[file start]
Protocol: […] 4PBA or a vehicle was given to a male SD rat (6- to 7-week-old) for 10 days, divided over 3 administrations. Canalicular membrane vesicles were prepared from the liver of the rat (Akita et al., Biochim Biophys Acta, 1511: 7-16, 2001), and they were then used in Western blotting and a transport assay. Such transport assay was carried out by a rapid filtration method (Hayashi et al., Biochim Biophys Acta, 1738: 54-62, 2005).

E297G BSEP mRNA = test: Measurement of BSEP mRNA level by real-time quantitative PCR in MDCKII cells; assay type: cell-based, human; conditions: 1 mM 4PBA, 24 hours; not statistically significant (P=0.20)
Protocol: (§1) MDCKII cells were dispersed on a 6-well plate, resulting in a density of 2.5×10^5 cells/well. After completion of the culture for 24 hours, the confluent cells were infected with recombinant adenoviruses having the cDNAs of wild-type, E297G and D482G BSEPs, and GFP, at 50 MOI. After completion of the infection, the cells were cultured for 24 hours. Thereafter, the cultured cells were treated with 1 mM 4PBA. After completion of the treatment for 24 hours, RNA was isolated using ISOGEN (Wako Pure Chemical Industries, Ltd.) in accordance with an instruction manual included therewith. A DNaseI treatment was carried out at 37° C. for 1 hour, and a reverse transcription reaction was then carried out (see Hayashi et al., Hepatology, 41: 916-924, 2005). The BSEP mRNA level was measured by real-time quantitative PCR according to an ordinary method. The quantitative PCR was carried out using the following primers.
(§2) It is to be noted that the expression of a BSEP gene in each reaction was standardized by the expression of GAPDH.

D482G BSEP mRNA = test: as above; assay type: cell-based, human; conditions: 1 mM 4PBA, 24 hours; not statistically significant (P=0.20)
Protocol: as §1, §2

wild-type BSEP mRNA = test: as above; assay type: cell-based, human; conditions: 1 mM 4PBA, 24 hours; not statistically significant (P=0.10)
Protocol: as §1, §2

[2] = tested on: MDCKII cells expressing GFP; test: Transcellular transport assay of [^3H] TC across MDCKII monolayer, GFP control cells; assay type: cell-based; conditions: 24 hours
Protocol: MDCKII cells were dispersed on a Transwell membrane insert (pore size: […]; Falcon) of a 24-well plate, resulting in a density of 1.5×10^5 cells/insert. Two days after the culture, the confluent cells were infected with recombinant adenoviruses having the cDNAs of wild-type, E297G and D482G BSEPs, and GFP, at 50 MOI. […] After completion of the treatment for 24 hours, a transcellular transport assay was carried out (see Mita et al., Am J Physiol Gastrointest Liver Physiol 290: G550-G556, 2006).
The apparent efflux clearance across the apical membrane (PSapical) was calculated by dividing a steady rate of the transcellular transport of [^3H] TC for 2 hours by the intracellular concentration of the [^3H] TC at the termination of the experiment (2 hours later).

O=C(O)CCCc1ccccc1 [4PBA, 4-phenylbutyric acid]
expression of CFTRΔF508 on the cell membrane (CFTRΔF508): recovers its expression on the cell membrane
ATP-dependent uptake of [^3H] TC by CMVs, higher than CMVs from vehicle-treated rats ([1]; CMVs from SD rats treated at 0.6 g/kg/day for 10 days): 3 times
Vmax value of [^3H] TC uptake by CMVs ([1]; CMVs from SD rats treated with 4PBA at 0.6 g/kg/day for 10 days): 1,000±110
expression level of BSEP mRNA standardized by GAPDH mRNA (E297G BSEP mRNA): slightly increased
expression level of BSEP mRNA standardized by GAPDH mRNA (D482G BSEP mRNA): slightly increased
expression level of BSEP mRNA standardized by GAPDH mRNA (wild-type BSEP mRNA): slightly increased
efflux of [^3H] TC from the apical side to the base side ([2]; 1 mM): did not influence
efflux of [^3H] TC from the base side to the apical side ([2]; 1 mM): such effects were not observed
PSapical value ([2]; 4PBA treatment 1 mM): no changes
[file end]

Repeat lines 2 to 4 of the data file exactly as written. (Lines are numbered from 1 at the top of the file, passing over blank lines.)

E297G BSEP mRNA = test: Measurement of BSEP mRNA level by real-time quantitative PCR in MDCKII cells; assay type: cell-based, human; conditions: 1 mM 4PBA, 24 hours; not statistically significant (P=0.20)
Protocol: (§1) MDCKII cells were dispersed on a 6-well plate, resulting in a density of 2.5×10^5 cells/well. After completion of the culture for 24 hours, the confluent cells were infected with recombinant adenoviruses having the cDNAs of wild-type, E297G and D482G BSEPs, and GFP, at 50 MOI. After completion of the infection, the cells were cultured for 24 hours. Thereafter, the cultured cells were treated with 1 mM 4PBA. After completion of the treatment for 24 hours, RNA was isolated using ISOGEN (Wako Pure Chemical Industries, Ltd.) in accordance with an instruction manual included therewith. A DNaseI treatment was carried out at 37° C. for 1 hour, and a reverse transcription reaction was then carried out (see Hayashi et al., Hepatology, 41: 916-924, 2005). The BSEP mRNA level was measured by real-time quantitative PCR according to an ordinary method. The quantitative PCR was carried out using the following primers.
(§2) It is to be noted that the expression of a BSEP gene in each reaction was standardized by the expression of GAPDH.